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Accoya Wood of the future

Accoya Acetylated Wood is one building product we’re keeping an eye on this year. Named as one of the top 10 green building products for 2017, the product is tipped to have a significant impact on the market in the coming years. Source: Architecture And Design

While the product is available in Australia through Britton Timbers , M&B Building Products and Matthews Timber, it has not been used to the extent we’ve seen overseas.

Accoya is an American high-performance natural wood product made from sustainably grown Radiata Pine from New Zealand and Chile which has been modified in a process called acetylation.

Acetylation increases the amount of naturally occurring acetyl molecules in timber, which improves its durability, stability, and service life.

It has been thoroughly tested for dimensional stability, durability, paint retention and inground conditions, and has been used by architects all over the world for a variety of applications.

It is ideal for exterior applications such as windows, doors, siding, decking and outdoor furniture. Inspiration: we have listed six projects from around the globe have made use of the Accoya product.

Located within the Naturarena Rotsee rowing development in Lucerne, the rowing centre designed by Andreas Fuhrimann Gabrielle Hächler Architekten is a three-storey prefabricated wood construction carried above the water level by a concrete platform.

The centre was clad with Accoya to both reflect the natural woodland surroundings, and to form a façade able to cope with extreme conditions.

Swiss distributers Herzog-Elmiger AG recommended Accoya for the project, citing the woods high resistance to water.

For the finished centre, 1700sqm of Accoya, which is 100% non-toxic, was prefabricated to form the building’s façade and decking.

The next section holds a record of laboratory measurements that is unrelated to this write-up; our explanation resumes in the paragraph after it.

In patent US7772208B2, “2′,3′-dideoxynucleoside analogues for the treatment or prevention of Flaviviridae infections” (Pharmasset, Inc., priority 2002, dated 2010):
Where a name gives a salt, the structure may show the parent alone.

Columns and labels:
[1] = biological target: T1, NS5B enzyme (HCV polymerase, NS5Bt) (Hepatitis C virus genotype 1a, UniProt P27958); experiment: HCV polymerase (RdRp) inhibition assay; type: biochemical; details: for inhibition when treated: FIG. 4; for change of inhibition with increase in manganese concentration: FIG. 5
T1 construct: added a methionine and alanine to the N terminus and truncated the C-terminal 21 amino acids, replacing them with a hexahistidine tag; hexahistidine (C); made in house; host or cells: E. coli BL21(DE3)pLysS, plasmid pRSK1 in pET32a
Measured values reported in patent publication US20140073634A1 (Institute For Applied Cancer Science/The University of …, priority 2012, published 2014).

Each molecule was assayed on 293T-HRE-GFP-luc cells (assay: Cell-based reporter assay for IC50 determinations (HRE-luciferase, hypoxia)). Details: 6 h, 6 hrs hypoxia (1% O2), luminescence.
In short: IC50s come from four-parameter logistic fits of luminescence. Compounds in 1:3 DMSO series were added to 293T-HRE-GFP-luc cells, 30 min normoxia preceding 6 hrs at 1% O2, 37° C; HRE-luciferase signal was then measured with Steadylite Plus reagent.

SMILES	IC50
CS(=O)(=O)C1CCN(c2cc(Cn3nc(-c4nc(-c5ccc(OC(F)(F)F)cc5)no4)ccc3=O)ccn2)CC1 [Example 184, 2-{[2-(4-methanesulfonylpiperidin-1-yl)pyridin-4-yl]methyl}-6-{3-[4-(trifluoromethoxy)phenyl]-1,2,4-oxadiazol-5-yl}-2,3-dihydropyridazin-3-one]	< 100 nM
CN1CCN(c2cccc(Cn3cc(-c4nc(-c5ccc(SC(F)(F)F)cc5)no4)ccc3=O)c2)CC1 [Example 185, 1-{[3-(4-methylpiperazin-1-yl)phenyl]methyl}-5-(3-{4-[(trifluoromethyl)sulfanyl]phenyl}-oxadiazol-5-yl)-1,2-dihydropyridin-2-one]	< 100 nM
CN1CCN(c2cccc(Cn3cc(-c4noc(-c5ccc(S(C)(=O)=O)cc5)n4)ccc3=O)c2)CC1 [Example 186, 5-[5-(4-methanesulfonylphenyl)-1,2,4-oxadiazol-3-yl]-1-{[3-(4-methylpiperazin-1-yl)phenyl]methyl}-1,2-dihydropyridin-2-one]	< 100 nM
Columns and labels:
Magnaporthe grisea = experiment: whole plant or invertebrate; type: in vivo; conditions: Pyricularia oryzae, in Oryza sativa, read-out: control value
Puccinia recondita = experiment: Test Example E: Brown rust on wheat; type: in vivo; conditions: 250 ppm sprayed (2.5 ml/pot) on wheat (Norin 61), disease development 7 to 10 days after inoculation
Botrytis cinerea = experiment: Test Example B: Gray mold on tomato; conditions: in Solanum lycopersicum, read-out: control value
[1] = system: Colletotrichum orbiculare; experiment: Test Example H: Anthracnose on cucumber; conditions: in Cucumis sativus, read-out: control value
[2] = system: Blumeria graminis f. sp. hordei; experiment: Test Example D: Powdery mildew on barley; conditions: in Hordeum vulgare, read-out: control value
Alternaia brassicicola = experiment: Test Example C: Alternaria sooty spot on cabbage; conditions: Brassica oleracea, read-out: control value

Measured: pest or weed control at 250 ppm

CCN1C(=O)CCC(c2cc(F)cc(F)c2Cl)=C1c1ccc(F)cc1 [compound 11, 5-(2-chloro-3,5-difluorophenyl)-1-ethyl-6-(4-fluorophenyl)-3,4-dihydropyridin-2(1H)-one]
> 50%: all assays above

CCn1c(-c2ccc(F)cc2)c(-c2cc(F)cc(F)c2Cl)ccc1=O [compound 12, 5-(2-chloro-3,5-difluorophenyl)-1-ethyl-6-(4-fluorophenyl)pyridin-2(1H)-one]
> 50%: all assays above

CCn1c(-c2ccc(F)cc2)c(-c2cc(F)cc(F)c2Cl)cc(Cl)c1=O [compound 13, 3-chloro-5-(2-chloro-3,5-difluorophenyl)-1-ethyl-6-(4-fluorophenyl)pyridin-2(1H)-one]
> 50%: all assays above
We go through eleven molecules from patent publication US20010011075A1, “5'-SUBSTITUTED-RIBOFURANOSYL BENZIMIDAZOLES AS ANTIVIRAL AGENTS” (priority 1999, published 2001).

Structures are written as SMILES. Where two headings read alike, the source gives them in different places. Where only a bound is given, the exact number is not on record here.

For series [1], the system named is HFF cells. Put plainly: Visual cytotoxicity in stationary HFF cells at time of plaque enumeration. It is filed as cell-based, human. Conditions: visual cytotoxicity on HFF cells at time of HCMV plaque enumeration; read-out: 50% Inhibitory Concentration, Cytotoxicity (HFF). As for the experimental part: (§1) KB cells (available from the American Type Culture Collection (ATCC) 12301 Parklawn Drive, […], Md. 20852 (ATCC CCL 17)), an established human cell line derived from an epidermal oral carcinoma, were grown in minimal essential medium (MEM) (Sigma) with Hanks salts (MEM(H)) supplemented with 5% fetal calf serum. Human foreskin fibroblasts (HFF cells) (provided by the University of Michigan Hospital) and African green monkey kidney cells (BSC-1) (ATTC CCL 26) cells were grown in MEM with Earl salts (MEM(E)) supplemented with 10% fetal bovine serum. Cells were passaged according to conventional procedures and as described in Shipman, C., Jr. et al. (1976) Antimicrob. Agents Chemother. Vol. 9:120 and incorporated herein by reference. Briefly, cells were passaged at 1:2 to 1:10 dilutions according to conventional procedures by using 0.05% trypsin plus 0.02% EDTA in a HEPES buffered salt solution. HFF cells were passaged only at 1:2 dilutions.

The wood was applied with a Sikkens coating to integrate the façade with the overall colour concept.

In 2015, RO&AD Architecten were tasked with making a kiosk with public toilets and an information point at the site of the only remaining Ravelijn in The Netherlands.

Apart from the brick foundation, the entire kiosk is made from Accoya.

Today, the site is mainly used for small public and private events.

An RIBA award-winning four-bedroom home designed by LSI Architects has combatted its Flood Zone 3 location and its constant exposure to moisture with Accoya.

The product was used for the Norfolk home’s cladding, decking and sculptural entrance screen to the rear because it delivered durability, dimensional stability and aesthetics.

Glue laminated Accoya was also used for the curved rear screen and hand finished with a protective merbau-coloured coating from Wood Guard by Guard Industrie. The same finish was factory applied to the cladding.

Accoya was chosen for Studio MK27’s Jungle House (Casa da Mata) on Guarujá Beach due to its durability to withstand Brazil’s intense heat and humidity.

The product was used for the home’s decking, facades, and for some of the interior panelling and room furniture.

Additionally, Accoya was used for the home’s MUXARABI joineries. This special type of joinery is used by architects to enhance the aesthetic designs of projects.

In the instance of Jungle House, the joinery acts as a light filter, providing varying projections of light as the sun moves around the house throughout the day.

No colour was applied to the wood, leaving it in its natural grey state which compliments the surroundings of the project.

The Royal Arena in Copenhagen, which opened this month, has utilised Accoya for its entire façade.

The wood was selected by architects 3XN for the arena’s fins due to its elegant aesthetic appearance which gives the building an eye-catching and bespoke style.

They were also chosen due to its durability and worldwide environmental standards.

“Durability and aesthetics were key issues driving the material selection for the fins on the new Royal Arena in Copenhagen,” Jan Ammundesen, senior partner at 3XN said.

“The Accoya fins will create a dynamic pattern and contribute to a warm and natural appearance of the façade.”

The historical theme park by Leroy Troyer is a replica of Noah’s ark described in the Bible – 155 metres long and 24 metres high, making it the largest free standing timber structure in the world.

Accoya was chosen for the exterior cladding because of its dimensional stability. In addition, its acetylation properties prevent pests from damaging the surface and ruining the aesthetics of the structure.

“We were impressed with Accoya’s credentials – the product is fully carbon neutral, extremely durable in exterior applications and both reusable and recyclable,” Todd Geer, Leroy Troyer said. “Accoya has been recognised for its environmental standards worldwide so we were very interested in using Accoya to build the country’s very own Noah’s Ark.”